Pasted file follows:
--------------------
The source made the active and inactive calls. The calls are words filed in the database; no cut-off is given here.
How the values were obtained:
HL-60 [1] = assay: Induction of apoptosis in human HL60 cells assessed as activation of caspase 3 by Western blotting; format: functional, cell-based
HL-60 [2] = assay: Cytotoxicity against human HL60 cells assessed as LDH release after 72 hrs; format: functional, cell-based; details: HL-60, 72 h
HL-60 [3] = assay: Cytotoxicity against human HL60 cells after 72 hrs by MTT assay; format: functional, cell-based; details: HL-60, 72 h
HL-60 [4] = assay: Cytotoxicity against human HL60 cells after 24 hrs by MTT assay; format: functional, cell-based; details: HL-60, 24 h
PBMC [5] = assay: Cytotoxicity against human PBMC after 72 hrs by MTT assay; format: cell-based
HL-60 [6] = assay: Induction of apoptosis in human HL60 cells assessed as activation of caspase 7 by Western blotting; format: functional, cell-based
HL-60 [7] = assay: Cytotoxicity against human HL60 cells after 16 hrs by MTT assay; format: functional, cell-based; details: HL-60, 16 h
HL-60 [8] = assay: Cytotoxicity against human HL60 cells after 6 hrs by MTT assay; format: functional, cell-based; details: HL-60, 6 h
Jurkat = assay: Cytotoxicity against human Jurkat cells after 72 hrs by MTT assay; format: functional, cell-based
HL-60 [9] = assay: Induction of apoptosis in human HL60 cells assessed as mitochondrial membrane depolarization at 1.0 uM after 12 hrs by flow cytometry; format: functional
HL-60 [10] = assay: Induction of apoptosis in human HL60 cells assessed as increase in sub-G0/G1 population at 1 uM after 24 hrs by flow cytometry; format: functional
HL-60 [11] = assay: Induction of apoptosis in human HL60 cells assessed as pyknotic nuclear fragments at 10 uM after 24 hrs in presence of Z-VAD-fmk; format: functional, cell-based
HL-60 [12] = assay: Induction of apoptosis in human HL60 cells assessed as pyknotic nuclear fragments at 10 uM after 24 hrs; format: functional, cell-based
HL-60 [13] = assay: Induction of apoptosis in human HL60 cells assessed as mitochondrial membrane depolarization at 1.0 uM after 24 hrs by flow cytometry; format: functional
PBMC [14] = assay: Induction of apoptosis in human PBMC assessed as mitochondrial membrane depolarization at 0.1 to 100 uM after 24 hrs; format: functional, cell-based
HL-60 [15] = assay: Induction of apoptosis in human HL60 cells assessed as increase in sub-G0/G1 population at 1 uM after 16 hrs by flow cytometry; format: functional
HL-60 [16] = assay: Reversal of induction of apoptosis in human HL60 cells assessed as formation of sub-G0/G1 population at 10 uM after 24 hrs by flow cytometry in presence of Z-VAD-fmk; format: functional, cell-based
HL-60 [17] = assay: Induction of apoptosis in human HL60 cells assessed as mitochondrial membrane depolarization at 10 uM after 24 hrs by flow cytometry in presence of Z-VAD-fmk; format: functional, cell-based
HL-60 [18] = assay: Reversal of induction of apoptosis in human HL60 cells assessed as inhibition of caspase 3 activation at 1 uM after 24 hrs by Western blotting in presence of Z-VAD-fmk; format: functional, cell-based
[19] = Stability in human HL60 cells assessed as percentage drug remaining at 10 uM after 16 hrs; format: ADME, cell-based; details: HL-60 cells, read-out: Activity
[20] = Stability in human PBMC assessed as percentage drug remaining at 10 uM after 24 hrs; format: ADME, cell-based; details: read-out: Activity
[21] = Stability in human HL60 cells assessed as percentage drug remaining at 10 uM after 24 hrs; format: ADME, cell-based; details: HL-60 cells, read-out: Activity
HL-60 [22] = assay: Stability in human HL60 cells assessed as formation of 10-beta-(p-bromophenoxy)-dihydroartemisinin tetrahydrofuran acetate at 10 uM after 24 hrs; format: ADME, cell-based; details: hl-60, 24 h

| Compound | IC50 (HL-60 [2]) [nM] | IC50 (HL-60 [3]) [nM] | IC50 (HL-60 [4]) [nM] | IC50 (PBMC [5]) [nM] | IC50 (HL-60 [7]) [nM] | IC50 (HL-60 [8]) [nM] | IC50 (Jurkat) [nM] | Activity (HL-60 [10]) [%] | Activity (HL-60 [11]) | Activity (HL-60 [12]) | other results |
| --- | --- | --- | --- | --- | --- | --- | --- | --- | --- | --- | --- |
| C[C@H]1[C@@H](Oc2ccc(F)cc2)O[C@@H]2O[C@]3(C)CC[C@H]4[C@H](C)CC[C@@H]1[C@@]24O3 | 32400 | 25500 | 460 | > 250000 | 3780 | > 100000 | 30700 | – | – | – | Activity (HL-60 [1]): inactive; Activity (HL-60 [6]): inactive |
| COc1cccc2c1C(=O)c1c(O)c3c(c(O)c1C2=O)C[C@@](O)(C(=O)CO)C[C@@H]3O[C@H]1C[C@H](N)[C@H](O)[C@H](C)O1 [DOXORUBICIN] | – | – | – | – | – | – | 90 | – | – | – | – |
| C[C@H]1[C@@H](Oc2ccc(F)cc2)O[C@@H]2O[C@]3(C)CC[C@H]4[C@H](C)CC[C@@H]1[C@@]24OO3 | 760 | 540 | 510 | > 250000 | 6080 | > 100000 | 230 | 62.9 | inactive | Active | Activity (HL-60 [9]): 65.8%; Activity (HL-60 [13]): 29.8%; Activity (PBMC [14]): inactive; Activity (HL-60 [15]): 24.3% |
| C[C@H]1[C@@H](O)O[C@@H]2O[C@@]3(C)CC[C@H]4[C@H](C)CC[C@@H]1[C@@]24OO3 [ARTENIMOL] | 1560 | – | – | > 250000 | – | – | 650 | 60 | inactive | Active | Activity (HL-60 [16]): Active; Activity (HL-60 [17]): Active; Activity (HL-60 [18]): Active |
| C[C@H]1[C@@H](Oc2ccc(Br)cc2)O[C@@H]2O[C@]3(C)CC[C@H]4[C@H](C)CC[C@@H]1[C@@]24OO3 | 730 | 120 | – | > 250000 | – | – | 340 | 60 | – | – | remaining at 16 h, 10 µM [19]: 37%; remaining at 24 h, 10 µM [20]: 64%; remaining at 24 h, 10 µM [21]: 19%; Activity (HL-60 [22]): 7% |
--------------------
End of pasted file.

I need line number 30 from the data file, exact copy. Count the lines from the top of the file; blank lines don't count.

| C[C@H]1[C@@H](Oc2ccc(F)cc2)O[C@@H]2O[C@]3(C)CC[C@H]4[C@H](C)CC[C@@H]1[C@@]24OO3 | 760 | 540 | 510 | > 250000 | 6080 | > 100000 | 230 | 62.9 | inactive | Active | Activity (HL-60 [9]): 65.8%; Activity (HL-60 [13]): 29.8%; Activity (PBMC [14]): inactive; Activity (HL-60 [15]): 24.3% |